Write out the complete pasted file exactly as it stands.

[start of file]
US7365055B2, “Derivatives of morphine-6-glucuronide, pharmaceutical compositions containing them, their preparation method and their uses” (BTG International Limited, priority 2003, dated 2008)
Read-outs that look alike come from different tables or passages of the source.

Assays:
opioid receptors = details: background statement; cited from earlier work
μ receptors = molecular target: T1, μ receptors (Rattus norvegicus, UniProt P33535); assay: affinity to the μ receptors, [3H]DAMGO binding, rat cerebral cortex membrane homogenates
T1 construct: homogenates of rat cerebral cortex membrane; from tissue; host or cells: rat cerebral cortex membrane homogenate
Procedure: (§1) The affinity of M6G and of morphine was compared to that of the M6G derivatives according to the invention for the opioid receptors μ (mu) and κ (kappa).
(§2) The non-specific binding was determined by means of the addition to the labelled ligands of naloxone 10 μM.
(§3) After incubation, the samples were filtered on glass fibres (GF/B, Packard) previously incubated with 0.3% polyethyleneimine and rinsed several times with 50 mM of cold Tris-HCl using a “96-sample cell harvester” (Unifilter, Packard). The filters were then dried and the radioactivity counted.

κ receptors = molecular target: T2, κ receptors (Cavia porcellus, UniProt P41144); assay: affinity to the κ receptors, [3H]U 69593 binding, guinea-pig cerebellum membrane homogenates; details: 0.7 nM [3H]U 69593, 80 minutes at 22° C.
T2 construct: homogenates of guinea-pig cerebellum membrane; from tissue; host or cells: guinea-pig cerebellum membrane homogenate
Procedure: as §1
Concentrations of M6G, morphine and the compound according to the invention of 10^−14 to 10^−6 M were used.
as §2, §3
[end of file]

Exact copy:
US7365055B2, “Derivatives of morphine-6-glucuronide, pharmaceutical compositions containing them, their preparation method and their uses” (BTG International Limited, priority 2003, dated 2008)
Read-outs that look alike come from different tables or passages of the source.

Assays:
opioid receptors = details: background statement; cited from earlier work
μ receptors = molecular target: T1, μ receptors (Rattus norvegicus, UniProt P33535); assay: affinity to the μ receptors, [3H]DAMGO binding, rat cerebral cortex membrane homogenates
T1 construct: homogenates of rat cerebral cortex membrane; from tissue; host or cells: rat cerebral cortex membrane homogenate
Procedure: (§1) The affinity of M6G and of morphine was compared to that of the M6G derivatives according to the invention for the opioid receptors μ (mu) and κ (kappa).
(§2) The non-specific binding was determined by means of the addition to the labelled ligands of naloxone 10 μM.
(§3) After incubation, the samples were filtered on glass fibres (GF/B, Packard) previously incubated with 0.3% polyethyleneimine and rinsed several times with 50 mM of cold Tris-HCl using a “96-sample cell harvester” (Unifilter, Packard). The filters were then dried and the radioactivity counted.

κ receptors = molecular target: T2, κ receptors (Cavia porcellus, UniProt P41144); assay: affinity to the κ receptors, [3H]U 69593 binding, guinea-pig cerebellum membrane homogenates; details: 0.7 nM [3H]U 69593, 80 minutes at 22° C.
T2 construct: homogenates of guinea-pig cerebellum membrane; from tissue; host or cells: guinea-pig cerebellum membrane homogenate
Procedure: as §1
Concentrations of M6G, morphine and the compound according to the invention of 10^−14 to 10^−6 M were used.
as §2, §3